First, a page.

Inflation in the UK hit 9% in April — its highest level in 40 years. Even if you didn’t catch yesterday’s announcement, you’re probably already aware of just how quickly the cost of living has increased. While there’s no quick solution to this, I continue to regard blue-chip stocks offering passive income via dividends as a way of taking some of the sting out of rising prices. Here are three examples from the FTSE 100 that I’d buy.
Legal & General
Like most stocks, insurer and asset manager Legal & General‘s (LSE: LGEN) share price has been in poor form. At yesterday’s close, it was down 8% in a year. On a more positive note, the company is one of the biggest-paying dividend stocks in the FTSE 100 and the UK market as a whole.
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Analysts have the company yielding 7.6% this year. That’s clearly below the current rate of inflation. However, the emphasis here is on doing what I can to reduce the eroding power of rising prices. Very few stocks are currently on course to beat inflation through dividends alone.
If I do have one concern here it’s that retirement planning won’t be foremost in people’s minds if they’re concerned with covering their monthly bills. As such, earnings growth may remain muted the longer inflation sticks around.
As a silver lining to this cloud, the shares aren’t exactly expensive to buy. They trade on a P/E of just seven.
Another stock that I’d be tempted to hold for the passive income it throws off is Vodafone (LSE: VOD). Shares in the telecommunications behemoth are currently yielding 6.5%. Again, this won’t be enough to stop inflation in its tracks. However, it will arguably give me better protection compared to a typical growth stock where I might be completely reliant on capital gains.
Like Legal & General, the investment case isn’t perfect. Dividends haven’t always been covered by profit. Moreover, the company has an awful lot of debt on its balance sheet. The huge cost involved in regularly maintaining its infrastructure doesn’t help.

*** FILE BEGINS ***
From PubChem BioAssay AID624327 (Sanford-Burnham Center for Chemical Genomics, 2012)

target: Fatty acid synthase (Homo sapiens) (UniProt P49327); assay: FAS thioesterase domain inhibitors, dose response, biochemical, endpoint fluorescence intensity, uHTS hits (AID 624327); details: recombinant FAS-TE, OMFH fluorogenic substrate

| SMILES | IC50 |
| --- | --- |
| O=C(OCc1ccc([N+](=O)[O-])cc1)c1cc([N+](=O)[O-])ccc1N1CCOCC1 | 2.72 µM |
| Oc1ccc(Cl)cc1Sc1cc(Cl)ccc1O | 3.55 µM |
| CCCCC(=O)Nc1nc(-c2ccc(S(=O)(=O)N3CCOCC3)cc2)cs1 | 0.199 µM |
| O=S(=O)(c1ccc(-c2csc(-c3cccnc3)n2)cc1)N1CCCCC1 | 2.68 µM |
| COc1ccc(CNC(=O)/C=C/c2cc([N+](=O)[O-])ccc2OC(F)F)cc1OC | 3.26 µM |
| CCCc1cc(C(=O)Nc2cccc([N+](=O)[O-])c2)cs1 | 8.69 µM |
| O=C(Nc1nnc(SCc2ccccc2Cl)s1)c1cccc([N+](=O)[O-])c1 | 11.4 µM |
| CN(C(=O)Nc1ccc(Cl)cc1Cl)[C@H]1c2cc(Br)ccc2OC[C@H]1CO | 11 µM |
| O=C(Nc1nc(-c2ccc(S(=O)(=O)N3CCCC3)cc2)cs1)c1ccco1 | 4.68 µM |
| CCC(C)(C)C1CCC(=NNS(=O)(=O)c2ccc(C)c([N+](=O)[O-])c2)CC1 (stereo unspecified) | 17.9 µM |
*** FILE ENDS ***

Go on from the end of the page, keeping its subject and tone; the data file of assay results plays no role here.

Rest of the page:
Still, adding Vodafone to my portfolio will give me access to a sector to which I currently have no exposure. This may help to diversify away some risk. It also presents as a rather defensive business to hold in tough times.
At 11 times earnings, I’m not surprised UAE telecoms group e& recently grabbed a 10% stake.
For even more diversification, I’d be tempted to add a housebuilder to the mix. Fortunately, there’s no shortage of options in the FTSE 100.
My preference is probably Taylor Wimpey (LSE: TW), especially given that it’s currently yielding 7.8%. For comparison, even the best instant access Cash ISA on the market pays out just 1% in interest. What’s more, Wimpey’s dividend payments look secure as long as earnings come in as expected. The £4.6bn company also has loads of cash on its balance sheet.
Unsurprisingly, one potential issue here is the rather bubbly housing market. The potential for a recession could mean a temporary fall in property prices and a reduction in transactions.
Personally, I think the market has already factored this into the valuation. A forecast price-to-earnings (P/E) ratio of less than seven looks great value.